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Singer-Songwriter John Prine Dies At 73

Apr 8, 2020
Originally published on April 8, 2020 11:58 am
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DAVID GREENE, HOST:

One of America's most beloved songwriters, John Prine, has died of complications from COVID-19. He was 73 years old. Bob Dylan might have put it best. He once said Prine's stuff is pure Proustian existentialism, Midwestern mind trips to the nth degree. Bob Dylan continued, nobody but Prine could write like that. NPR's Neda Ulaby has our remembrance.

NEDA ULABY, BYLINE: John Prine songs sounded like John Prine's America - working class, generous, homespun and heartfelt.

(SOUNDBITE OF SONG, "HELLO IN THERE")

JOHN PRINE: (Singing) You know that old trees just grow stronger and old rivers grow wilder every day. Old people just grow lonesome, waiting for someone to say, hello in there. Hello.

ULABY: Prine looked back on his storied 50-year career on WHYY's Fresh Air in 2018.

(SOUNDBITE OF ARCHIVED NPR BROADCAST)

PRINE: I didn't expect to do this for a living, being a recording artist. I was just playing music for the fun of it. And it was kind of my escape from the humdrum of the world.

ULABY: Prine was working as a mailman in 1970 when he was discovered playing guitar in clubs in Chicago. He'd recently gotten out of the Army, and he said delivering mail actually had some creative advantages.

(SOUNDBITE OF ARCHIVED NPR BROADCAST)

PRINE: It was great because there's really not much to do when you're a mailman. I used to liken my mail route to a library with no books. My imagination was free to roam. I wrote a lot of my first record walking on the mail route.

(SOUNDBITE OF JOHN PRINE'S "ANGEL FROM MONTGOMERY")

ULABY: His gentle melodies, humor and honesty immediately caught the attention of critics with songs that became classics, like the protest ballad "Sam Stone" and "Angel From Montgomery."

(SOUNDBITE OF SONG, "ANGEL FROM MONTGOMERY")

PRINE: (Singing) If dreams were lightning, thunder were desire, this old house would've burnt down a long time ago.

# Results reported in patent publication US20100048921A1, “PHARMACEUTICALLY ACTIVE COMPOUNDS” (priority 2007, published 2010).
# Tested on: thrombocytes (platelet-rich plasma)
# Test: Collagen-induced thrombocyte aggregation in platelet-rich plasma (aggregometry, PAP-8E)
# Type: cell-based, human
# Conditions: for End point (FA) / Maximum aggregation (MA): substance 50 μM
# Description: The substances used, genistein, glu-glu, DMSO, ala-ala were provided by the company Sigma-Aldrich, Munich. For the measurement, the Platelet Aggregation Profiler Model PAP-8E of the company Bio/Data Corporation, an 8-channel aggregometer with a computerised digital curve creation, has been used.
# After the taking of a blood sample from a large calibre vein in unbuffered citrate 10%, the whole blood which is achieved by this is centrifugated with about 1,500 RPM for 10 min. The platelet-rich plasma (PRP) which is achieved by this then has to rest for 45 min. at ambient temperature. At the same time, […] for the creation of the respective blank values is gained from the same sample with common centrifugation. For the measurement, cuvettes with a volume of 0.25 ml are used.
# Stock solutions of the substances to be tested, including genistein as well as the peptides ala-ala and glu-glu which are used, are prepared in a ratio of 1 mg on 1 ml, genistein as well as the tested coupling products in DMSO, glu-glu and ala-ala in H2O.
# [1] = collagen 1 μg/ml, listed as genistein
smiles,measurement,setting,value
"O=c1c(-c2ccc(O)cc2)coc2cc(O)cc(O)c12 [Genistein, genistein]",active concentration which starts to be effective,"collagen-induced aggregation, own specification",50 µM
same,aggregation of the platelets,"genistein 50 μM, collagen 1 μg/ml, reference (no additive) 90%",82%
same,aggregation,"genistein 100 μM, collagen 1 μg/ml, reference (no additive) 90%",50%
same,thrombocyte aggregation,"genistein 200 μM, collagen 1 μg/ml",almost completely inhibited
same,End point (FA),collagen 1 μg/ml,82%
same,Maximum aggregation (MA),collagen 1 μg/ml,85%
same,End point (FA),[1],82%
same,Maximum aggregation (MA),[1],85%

ULABY: Prine's most personal song on that album was named for the small Kentucky town where his mother was born. But he wrote the song "Paradise" for his dad.

(SOUNDBITE OF SONG, "PARADISE")

PRINE: (Singing) And, Daddy, won't you take me back to Muhlenberg County down by the Green River where Paradise lay? Well, I'm sorry, my son, but you're too late in asking. Mr. Peabody's coal train has hauled it away.

ULABY: Prine's father died of a massive heart attack before the album came out. But Prine got a chance to play the song for him at home. At one point, he said, his dad just got up and walked away.

(SOUNDBITE OF ARCHIVED NPR BROADCAST)

PRINE: He said he wanted to pretend it was on the jukebox. But I think he just didn't want me to see him with tears in his eyes.

ULABY: John Prine's music moved a lot of people. He was revered by Johnny Cash and Bob Dylan. Bonnie Raitt recorded his music; so did Bette Midler. Prine's voice got even huskier after a 1998 cancer surgery that removed part of his neck. Yet he kept singing and recording, releasing his last album on his own label.

(SOUNDBITE OF SONG, "WHEN I GET TO HEAVEN")

PRINE: When I get to heaven, I'm going to shake God's hand, thank him for more blessings than one man can stand.

ULABY: The label and the record were a family affair. Prine's wife Fiona and his son Jody ran the business. And you can hear Jody and Prine's little baby grandson on this song, "When I Get To Heaven."

(SOUNDBITE OF SONG, "WHEN I GET TO HEAVEN")

UNIDENTIFIED CHILD: (Babbling).

PRINE: That's him giggling. He's giggling because his dad is chasing him around the room. And if you listen real carefully, you can hear Jody go - don't break anything expensive, he says to him.

UNIDENTIFIED CHILD: (Laughter).

ULABY: Shortly before John Prine died, his family posted a statement on social media, telling fans the singer was in critical condition. Know that John loves you, they wrote. With every song he gave us, John Prine let us know he did. Neda Ulaby, NPR News.

(SOUNDBITE OF SONG, "WHEN I GET TO HEAVEN")

PRINE: (Singing) 'Cause then I'm going to get a cocktail, vodka and ginger ale. Transcript provided by NPR, Copyright NPR.